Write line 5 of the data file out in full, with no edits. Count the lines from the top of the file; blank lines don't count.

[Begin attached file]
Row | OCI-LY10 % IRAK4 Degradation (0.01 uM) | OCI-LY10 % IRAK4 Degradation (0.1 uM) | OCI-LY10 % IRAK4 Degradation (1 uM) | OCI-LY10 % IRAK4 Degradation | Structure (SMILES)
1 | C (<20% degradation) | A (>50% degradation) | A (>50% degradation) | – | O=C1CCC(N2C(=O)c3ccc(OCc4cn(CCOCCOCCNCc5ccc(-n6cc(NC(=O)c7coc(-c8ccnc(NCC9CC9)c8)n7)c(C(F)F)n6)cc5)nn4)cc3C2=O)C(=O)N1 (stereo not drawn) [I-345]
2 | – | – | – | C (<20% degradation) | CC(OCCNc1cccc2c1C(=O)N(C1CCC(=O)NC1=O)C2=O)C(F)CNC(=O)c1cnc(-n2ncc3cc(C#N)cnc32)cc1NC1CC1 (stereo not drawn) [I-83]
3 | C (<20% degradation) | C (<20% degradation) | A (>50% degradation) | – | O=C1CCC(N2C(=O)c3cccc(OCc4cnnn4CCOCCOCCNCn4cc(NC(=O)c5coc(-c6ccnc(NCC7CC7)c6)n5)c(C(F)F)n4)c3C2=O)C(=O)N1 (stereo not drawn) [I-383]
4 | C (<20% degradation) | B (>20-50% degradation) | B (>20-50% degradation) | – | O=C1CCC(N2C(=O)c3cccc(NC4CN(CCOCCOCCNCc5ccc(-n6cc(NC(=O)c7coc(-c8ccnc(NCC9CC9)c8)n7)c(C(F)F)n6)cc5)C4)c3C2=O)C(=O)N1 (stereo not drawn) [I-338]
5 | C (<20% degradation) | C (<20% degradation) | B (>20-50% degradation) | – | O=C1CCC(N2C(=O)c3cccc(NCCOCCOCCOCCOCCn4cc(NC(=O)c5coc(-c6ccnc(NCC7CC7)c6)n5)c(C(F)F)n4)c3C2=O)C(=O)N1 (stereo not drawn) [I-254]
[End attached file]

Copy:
4 | C (<20% degradation) | B (>20-50% degradation) | B (>20-50% degradation) | – | O=C1CCC(N2C(=O)c3cccc(NC4CN(CCOCCOCCNCc5ccc(-n6cc(NC(=O)c7coc(-c8ccnc(NCC9CC9)c8)n7)c(C(F)F)n6)cc5)C4)c3C2=O)C(=O)N1 (stereo not drawn) [I-338]